The interesting thing is that you can write about the good times at Laurel, post on Facebook which can give you a thumbnail sketch in time of what happens, but it is nothing like personally experiencing the skiing, the mountain, the employees and especially our friends. The interaction is wonderful and we all look forward to seeing each other.

Switching lanes a little bit, personal interaction seems to be waning these days. I am kind of old school in that I call my friends and make it a point to get together with them. Local friends and out of town friends too. If someone is sick I send a card or visit, in short, I believe that personal interaction is so crucial in maintaining friendships. You have to see someone face to face to really gauge their feelings. If they are happy or sad, you can see it if you are with them. Sure, you can text because it is quick, and you can post on Facebook for those who you don’t see often, but social media pales in comparison to seeing your friends smile when you personally interact with them. That is losing ground today. I see it in the workplace. I tell the young folks all the time, don’t send emails back and forth, if you have an issue, pick up the phone and talk to the person. I spent 21 years with my current company building relationships. I took the time to visit suppliers and distribution center purchasing contacts. I would take them to lunch and dinner, hack around a golf course with them, and even ski with a few of them. Most of them became my friends not just because of business, but because I cared about them. If there was an issue, we could talk about it, solve it, and move on. You don’t get that kind of relationship texting or emailing. I have developed long standing friendships in the business world because I made it a point to care about their issues and how we could service them better. They jokingly call me the Director of Happiness to this day. I may not be the brightest bulb in the halls of Armada Supply Chain Solutions, but I do care about our customers.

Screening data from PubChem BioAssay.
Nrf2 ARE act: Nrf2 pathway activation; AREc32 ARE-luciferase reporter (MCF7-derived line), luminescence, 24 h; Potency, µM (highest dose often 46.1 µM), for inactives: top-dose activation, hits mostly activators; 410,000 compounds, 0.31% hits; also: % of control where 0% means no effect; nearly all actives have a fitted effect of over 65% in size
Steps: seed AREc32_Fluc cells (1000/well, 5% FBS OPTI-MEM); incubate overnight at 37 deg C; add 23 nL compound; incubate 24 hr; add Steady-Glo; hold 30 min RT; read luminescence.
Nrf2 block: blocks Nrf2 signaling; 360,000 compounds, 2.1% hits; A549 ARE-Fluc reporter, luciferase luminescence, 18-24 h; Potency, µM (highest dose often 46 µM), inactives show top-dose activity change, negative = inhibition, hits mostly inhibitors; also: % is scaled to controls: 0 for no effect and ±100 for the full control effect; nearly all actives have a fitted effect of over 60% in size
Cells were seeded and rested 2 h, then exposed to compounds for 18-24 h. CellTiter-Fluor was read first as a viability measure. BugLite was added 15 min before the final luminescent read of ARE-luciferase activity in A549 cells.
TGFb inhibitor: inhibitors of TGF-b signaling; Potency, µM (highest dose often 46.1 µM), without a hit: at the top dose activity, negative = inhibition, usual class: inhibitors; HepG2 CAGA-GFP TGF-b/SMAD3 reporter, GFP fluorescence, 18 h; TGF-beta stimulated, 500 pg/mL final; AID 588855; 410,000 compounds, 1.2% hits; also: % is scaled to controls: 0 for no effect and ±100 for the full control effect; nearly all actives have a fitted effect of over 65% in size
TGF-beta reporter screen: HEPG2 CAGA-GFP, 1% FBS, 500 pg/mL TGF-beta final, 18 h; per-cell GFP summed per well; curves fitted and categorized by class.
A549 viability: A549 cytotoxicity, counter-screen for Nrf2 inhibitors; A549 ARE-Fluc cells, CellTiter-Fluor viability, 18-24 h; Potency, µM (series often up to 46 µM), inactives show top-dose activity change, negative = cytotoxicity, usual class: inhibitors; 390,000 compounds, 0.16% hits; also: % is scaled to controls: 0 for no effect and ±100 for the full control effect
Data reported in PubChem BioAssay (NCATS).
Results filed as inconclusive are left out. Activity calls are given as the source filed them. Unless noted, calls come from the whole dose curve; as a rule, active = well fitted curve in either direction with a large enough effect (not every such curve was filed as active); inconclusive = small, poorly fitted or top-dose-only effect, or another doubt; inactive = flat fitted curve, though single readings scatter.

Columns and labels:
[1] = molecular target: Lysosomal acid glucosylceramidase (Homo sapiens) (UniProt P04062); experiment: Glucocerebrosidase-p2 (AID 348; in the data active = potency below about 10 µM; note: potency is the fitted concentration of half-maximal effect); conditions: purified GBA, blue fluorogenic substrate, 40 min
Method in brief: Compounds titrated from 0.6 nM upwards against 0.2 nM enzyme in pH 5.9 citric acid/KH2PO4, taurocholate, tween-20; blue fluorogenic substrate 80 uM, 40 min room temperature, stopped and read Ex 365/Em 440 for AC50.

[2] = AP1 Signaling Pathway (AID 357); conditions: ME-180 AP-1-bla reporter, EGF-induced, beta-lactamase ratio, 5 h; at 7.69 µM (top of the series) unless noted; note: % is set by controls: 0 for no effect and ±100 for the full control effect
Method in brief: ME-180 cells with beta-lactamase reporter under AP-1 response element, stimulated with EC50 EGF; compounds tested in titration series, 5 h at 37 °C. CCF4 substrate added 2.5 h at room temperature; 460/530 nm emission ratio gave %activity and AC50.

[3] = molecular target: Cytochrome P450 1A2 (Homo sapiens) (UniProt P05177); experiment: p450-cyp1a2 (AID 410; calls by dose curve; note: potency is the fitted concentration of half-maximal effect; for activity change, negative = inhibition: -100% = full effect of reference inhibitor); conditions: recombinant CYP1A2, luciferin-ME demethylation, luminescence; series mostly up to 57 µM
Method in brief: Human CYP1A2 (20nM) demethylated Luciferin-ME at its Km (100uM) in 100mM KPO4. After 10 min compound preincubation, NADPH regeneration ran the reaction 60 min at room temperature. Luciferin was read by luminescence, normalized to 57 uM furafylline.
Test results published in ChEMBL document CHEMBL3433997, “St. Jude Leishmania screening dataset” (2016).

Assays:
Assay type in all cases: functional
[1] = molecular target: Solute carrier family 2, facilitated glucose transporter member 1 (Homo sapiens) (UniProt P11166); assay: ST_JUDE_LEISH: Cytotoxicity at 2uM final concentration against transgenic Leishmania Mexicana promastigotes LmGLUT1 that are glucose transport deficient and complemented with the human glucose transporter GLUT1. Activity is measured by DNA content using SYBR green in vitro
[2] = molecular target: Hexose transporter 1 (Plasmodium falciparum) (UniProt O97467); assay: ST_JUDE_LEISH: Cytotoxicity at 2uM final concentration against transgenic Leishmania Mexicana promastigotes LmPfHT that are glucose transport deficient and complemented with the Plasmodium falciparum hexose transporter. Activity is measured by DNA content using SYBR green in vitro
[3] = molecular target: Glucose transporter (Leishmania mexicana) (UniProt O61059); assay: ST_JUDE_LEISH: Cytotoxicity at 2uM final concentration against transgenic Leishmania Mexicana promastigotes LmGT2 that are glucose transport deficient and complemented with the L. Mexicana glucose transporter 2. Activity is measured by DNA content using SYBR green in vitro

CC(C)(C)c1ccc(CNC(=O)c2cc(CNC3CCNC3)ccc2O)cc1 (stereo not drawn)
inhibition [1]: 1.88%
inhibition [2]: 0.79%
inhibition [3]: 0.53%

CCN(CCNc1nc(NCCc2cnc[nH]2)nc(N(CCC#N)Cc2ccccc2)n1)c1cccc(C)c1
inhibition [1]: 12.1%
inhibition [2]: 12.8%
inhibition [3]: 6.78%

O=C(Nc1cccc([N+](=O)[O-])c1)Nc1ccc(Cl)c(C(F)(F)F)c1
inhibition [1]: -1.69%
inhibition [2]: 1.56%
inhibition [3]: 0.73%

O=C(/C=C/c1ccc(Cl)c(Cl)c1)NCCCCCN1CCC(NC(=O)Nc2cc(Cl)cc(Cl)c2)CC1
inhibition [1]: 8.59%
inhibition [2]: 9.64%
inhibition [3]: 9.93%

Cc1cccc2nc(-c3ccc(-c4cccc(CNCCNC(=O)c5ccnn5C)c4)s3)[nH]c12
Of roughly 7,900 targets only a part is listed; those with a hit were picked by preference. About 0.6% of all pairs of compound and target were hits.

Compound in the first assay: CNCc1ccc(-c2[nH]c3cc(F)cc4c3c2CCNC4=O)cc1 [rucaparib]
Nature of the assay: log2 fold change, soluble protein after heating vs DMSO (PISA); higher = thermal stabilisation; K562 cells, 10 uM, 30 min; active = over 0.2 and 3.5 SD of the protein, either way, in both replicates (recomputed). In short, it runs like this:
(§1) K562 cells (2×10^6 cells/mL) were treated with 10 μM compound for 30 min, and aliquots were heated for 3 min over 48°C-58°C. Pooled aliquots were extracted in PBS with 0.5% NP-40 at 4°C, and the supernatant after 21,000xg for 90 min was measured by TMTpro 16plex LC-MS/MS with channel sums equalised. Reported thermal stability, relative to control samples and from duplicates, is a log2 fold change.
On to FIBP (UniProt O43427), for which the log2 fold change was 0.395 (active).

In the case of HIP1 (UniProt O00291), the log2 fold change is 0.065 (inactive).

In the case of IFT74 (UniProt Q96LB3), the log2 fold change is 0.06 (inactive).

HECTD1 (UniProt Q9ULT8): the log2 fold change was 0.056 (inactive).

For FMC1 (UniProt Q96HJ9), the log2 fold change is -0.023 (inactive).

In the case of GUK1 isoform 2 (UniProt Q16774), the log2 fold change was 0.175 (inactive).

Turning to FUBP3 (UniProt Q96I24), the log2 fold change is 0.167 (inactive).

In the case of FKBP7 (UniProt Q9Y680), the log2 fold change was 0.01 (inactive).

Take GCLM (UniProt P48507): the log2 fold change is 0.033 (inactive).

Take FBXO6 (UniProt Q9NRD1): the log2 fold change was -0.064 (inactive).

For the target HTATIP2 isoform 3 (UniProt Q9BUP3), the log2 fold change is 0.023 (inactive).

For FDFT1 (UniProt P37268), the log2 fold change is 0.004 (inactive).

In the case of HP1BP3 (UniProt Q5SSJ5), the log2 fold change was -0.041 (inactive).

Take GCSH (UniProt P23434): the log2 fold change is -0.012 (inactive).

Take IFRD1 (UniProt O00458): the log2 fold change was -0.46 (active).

I recently took my son Jack, who is finishing up his MBA, to visit my friend Fred Kohun who is a long standing faculty member at Robert Morris University where Jack is studying. Fred took the time to show Jack a lot of pictures, memorabilia, and things of interest from all over the world in his office. At the end of the meeting, Fred remarked to Jack that the reason he spent the time to show Jack all of that was to tell him how important it is to network in the business world. Most of Fred’s success as a consultant, and faculty member, was because of interaction with people and networking all over the world in his career path. Not sure if that resonated yet with Jack, but like a lot of kids in his generation, they would do well to take a break from the Internet and social media and personally interact with people.